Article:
Archive - 2024

1
BETRAYAL by RPCV Phillip Margolin (Liberia)
2
Review | ESCAPE TO ALASKA by Steve Kaffen (Russia)
3
Two Friends—One Jewish, One Muslim—Have an Answer to Campus Conflict
4
Reed Hastings Calls It Quits (Swaziland)
5
January 2024 List of RPCV & STAFF Authors
6
Sawadee Kha (Thailand!) January 7, 2024
7
“Made it safe to San Fran” by Arleth Nelson
8
Conversations with Self by Racine Frank Poetry (Ethiopia)
9
“Blame and shame: Culture as the whipping post” by Joyce McClure (Micronesia)
10
Six decades of Peace Corps in Nepal
11
Green Bay Packers honored RPCV Dan Krause (Kenya) during Sunday’s game
12
REFLECTIONS OF AN AMERICAN POLITICAL PRISONER by Michael O. Billington (Guyana)
13
Celebrated RPCV Film “Bushman” Restored (Nigeria)
14
NEEDLE IN A HAYSTACK by Benjamin Crabtree (Ethiopia, Korea)
15
THE PLEASURE SEEKER by Robyn Michaels (Malawi)

BETRAYAL by RPCV Phillip Margolin (Liberia)

Betrayal: Robin Lockwood #7 Phillip Margolin (Liberia 1965-67) Minotaur Books Publisher 336 pages November  2023 Hard copy ($23.97); Kindle (14.99), Audiobook (credit) • In Phillip Margolin’s Betrayal, attorney Robin Lockwood finds herself defending her old nemesis in a multiple murder case with too many suspects, where success might cost her own life. Robin Lockwood is now a prominent defense attorney in Portland, Oregon but a decade ago, she was a ranked and rising MMA fighter. Her career came to a quick end when she was knocked out and concussed in the first round by Mandy Kerrigan, a much more talented fighter. Now the situation couldn’t be more different, with Kerrigan on her last legs, her career nearly over, arrested for the quadruple murder of the entire Finch family . . . and Kerrigan’s only possible friend is the attorney she beat so many years ago. For Robin, it’s no simple case: Margaret Finch was . . .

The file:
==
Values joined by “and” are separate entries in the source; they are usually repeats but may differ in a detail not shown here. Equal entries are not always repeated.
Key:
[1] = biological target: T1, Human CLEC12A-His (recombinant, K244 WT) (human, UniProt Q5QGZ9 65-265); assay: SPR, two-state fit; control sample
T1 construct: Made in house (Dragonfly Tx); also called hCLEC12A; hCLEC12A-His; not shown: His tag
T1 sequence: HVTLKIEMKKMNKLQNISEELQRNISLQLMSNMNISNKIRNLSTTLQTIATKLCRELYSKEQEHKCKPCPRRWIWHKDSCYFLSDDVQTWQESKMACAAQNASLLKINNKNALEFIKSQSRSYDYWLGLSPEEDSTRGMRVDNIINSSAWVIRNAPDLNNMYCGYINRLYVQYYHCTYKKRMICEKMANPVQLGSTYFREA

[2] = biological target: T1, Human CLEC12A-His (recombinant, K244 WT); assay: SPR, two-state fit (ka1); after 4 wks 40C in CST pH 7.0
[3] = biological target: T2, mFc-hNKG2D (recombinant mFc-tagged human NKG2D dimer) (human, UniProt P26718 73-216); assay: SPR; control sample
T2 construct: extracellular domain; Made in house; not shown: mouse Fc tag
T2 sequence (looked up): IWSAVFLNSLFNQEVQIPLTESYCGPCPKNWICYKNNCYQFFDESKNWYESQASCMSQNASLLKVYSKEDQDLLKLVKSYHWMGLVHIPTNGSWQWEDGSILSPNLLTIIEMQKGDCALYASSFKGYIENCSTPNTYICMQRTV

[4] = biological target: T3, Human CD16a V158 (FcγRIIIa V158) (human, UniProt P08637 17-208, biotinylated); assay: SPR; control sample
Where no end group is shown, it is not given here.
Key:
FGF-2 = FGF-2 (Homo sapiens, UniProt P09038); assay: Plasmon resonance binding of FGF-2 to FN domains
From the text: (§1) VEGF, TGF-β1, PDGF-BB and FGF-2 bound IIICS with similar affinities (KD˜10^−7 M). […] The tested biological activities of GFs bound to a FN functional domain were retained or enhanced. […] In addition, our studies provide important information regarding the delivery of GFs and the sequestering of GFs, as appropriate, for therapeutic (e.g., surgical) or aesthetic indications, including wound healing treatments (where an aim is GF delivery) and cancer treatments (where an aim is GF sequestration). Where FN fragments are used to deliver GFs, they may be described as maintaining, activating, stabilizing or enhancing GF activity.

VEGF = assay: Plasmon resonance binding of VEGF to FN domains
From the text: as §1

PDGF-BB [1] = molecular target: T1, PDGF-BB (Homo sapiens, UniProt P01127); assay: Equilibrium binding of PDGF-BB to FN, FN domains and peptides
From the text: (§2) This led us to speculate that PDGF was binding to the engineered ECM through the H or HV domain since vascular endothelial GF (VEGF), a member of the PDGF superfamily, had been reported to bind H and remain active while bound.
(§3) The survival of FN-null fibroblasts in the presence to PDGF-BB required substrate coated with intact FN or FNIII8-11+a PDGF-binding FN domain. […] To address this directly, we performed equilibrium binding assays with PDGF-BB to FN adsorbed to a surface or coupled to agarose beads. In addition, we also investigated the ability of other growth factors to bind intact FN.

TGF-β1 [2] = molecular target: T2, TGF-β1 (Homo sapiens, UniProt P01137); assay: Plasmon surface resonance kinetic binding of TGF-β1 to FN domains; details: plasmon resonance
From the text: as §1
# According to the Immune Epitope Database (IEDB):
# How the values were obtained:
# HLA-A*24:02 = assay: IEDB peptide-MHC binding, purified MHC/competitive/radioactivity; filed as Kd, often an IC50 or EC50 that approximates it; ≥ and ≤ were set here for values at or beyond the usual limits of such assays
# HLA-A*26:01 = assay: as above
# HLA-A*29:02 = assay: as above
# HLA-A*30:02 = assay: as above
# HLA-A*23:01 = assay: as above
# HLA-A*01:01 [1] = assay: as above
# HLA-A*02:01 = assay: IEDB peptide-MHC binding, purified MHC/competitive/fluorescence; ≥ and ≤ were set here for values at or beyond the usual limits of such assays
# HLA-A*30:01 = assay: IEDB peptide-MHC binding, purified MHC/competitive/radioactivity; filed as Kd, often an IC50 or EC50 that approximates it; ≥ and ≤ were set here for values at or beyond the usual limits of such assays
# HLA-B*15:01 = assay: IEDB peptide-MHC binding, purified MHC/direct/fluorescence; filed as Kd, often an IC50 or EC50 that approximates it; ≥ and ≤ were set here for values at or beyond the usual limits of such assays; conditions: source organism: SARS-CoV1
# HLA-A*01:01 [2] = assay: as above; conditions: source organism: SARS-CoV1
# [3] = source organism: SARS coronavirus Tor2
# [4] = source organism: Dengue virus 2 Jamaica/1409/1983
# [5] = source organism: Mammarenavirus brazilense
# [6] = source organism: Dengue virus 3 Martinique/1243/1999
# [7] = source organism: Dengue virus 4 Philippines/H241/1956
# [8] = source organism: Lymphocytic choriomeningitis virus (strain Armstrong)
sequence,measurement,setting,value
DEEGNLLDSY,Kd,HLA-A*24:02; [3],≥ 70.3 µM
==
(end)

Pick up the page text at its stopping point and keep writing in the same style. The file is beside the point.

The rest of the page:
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Review | ESCAPE TO ALASKA by Steve Kaffen (Russia)

Escape to Alaska by Steve Kaffen (Russia 1994-96) December 2023 $0.00 (Kindle) Kindle Unlimited; $4.99    Review by N. Waheed Nasser (Peace Corps Staff 2002-06 & 2011-16) Steve Kaffen has written a fascinating book of travel in Alaska, which he calls “Land of Superlatives.” As is typical of his books, the photography is stunning, and in the introduction, he describes the challenge that he faced choosing the book’s 300 photos. My favorites are the glaciers, the mountain scenery from the Yukon Railroad to the Canada border, the cute pups in the summer camp for dogs, and the people pictures. Prospective visitors can use the photographs along with the discussion of land (the author’s first Alaska visit) vs. sea travel, itinerary, and ship selection to plan their visits. The book is filled with suggestions, such as experiencing daybreak from the top deck of a ship “as it slowly glides through a narrow . . .

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Two Friends—One Jewish, One Muslim—Have an Answer to Campus Conflict

BY JENNIFER BRICK MURTAZASHVILI (Uzbekistan 1997-99) AND ABDESALAM SOUDI JANUARY 16, 2024 Participants at the Pitt Community United in Compassion event We are two professors at the University of Pittsburgh—one Jewish, one Muslim. We are also close friends. We have seen American college campuses torn apart by conflict this fall, but we believe there is another way. A way for us to move forward. On Oct. 26, we organized our first event together, called Pitt Community United in Compassion. Faculty, staff, students, and community leaders—including religious leaders—gathered from across the region. We yearned to create a supportive environment where people could gather, focus, meditate, foster meaningful connections, care for each other, and find solace amid the chaos of our lives. At first, we were unsure about what would unfold. But what transpired was powerful, positive, inspirational, and emotional. We opened with our own personal reflections that led us to lead . . .

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Reed Hastings Calls It Quits (Swaziland)